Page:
# Question #7f273

##### 1 Answer

#### Answer:

#### Explanation:

The idea here is that you can use the **Henderson - Hasselbalch equation** to figure out the *ratio* that must exist between the concentration of conjugate base and the concentration of weak acid in this buffer.

In your case, acetic acid,

#color(blue)(ul(color(black)("pH" = "p"K_a + log( (["CH"_3"COO"^(-)])/(["CH"_3"COOH"])))))#

Now, acetic acid has

#"p"K_a = 4.76#

The buffer must have a pH of

So right from the start, you should expect to see

#["CH"_3"COO"^(-)] > ["CH"_3"COOH"]#

which implies

#(["CH"_3"COO"^(-)])/(["CH"_3"COOH"]) > 1#

You start with

#875 color(red)(cancel(color(black)("mL"))) * (1 color(red)(cancel(color(black)("L"))))/(10^3color(red)(cancel(color(black)("mL")))) * ("0.621 moles CH"_3"COOH")/(1color(red)(cancel(color(black)("L")))) #

# = "0.5434 moles CH"_3"COOH"#

When you add potassium hydroxide, a **strong base**, the hydroxide anions delivered to the solution by the salt will react with the acid to form acetate anions.

#"CH"_ 3"COOH"_ ((aq)) + "OH"_ ((aq))^(-) -> "CH"_ 3"COO"_ ((aq))^(-) + "H"_ 2"O"_ ((l))#

Notice that it takes **mole** of hydroxide anions, i.e. **mole** of potassium hydroxide, to react with **mole** of acetic acid in order to produce **mole** of acetate anions. Keep this in mind.

Now, let's say that **number of moles** of acetic acid and **number of moles** of acetate anions present in the target solution.

If we take **volume** of potassium hydroxide solution, expressed in *milliliters*, added to the initial acetic acid solution, we can say that, at equilibrium, the buffer will contain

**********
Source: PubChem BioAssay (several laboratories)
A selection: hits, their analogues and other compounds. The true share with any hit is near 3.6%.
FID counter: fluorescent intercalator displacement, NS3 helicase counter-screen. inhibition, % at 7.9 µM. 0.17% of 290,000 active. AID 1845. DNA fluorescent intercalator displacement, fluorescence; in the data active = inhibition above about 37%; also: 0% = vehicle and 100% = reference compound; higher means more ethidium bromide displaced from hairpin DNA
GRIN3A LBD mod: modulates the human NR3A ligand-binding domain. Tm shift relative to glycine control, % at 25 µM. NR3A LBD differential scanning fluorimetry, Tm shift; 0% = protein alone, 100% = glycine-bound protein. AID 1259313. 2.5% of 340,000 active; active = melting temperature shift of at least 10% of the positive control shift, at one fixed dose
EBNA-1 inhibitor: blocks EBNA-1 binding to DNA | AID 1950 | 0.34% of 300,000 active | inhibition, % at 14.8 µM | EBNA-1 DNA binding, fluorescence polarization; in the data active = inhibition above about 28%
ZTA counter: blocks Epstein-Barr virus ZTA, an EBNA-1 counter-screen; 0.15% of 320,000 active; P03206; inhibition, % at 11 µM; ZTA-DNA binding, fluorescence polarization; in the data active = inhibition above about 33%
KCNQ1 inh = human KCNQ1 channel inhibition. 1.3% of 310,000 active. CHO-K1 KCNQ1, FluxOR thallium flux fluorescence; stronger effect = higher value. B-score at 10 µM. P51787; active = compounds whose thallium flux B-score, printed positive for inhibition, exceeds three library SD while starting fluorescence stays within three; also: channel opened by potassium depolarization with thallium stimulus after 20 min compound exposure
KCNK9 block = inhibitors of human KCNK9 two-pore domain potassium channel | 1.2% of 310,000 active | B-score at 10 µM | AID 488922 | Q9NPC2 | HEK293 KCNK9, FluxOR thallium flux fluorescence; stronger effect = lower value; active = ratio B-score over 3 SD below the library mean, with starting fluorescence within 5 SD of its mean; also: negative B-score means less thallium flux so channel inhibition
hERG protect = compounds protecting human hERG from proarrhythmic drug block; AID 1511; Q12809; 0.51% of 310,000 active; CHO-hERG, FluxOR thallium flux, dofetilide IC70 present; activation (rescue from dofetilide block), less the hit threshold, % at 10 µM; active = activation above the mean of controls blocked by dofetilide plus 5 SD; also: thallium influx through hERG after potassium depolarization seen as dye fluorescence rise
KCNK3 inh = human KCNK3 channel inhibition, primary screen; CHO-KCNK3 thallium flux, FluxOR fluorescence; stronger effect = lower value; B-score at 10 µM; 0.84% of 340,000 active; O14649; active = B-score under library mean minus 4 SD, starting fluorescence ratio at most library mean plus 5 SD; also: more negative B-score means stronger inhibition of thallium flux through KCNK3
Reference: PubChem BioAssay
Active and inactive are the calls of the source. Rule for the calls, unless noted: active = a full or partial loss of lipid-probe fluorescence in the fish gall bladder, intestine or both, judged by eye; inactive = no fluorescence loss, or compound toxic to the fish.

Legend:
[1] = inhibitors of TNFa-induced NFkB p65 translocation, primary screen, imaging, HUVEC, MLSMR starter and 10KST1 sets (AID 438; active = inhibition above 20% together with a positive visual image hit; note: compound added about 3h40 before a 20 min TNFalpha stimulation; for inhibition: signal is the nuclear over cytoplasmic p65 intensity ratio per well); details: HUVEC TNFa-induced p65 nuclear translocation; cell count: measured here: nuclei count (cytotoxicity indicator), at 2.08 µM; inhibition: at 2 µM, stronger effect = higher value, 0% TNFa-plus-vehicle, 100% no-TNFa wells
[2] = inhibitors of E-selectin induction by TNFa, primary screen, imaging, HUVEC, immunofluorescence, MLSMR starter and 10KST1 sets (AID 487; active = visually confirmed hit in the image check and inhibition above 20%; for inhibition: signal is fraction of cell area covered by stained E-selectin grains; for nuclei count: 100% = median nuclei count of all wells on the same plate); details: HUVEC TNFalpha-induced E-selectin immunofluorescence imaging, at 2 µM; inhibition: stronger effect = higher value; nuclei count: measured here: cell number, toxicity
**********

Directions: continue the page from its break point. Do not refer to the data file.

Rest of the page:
#["CH"_3"COOH"] = "x moles"/( (875 + V) * 10^(-3)"L") = ((10 ^ 3 * x)/(875 + V))color(white)(.)"M"#

#["CH"_3"COO"^(-)] = "y moles"/((875 + V) * 10^(-3)"L") = ( (10^3 * y)/(875 + V))color(white)(.)"M"#

This means that the ratio that must exist between the conjugate base and the weak acid in the buffer will be equal to

#(["CH"_3"COO"^(-)])/(["CH"_3"COOH"]) = ( ( (color(red)(cancel(color(black)(10^3))) * y)/color(red)(cancel(color(black)(875 + V))))color(red)(cancel(color(black)("M"))))/( ((color(red)(cancel(color(black)(10^3))) * x)/color(red)(cancel(color(black)(875 + V))))color(red)(cancel(color(black)("M")))) = y/x#

According to the Henderson - Hasselbalch equation, you will have

#6.48 = 4.76 + log(y/x)#

This is equivalent to

#log(y/x) = 1.72#

#10^log(y/x) = 10^1.72#

which gets you

#y/x = 52.48#

Let's get back to the balanced chemical equation that describes the neutralization reaction. If we use

#x = 0.5434 - n -># thenumber of molesof acetic acid

#y = 0 + n -># thenumber of molesof acetate anions

You can thus say that

#y/x = n/(0.5434 - n) = 52.48#

Solve this for

#n = 28.52 - 52.48 * n#

#n * (52.48 + 1) = 28.52 implies n= 28.52/53.48 = 0.5333#

Therefore, you must add **moles** of hydroxide anions to the initial acetic acid solution.

Use its molarity to figure out the volume that would contain this number of moles of potassium hydroxide

#0.5333 color(red)(cancel(color(black)("moles KOH"))) * "1 L solution"/(2.14 color(red)(cancel(color(black)("moles KOH")))) = "0.2492 L solution"#

Expressed in *milliliters* and rounded to three **sig figs**, the answer will be

#color(darkgreen)(ul(color(black)("volume KOH = 249 mL")))#

You can double-check the result by calculating the concentrations of the two species in the buffer

#["CH"_3"COOH"] = ((0.5434 - 0.5333)"moles")/((875 + 249) * 10^(-3)"L") = "0.008986 M"#

#["CH"_3"COO"^(-)] = "0.5333 moles"/((875 + 249) * 10^(-3)"L") = "0.4745 M"#

As you cans ee, the buffer does contain significantly more conjugate base than weak acid, just as we predicted by looking at the

#6.48 = 4.76 + log ((0.4745 color(red)(cancel(color(black)("M"))))/(0.008986color(red)(cancel(color(black)("M")))))#

If we round the calculation, we will get

#6.48 = 4.76 + 1.72 " "color(darkgreen)(sqrt())#

or

#6.48 ~~ 4.76 + 1.7227 " " -> # close enough!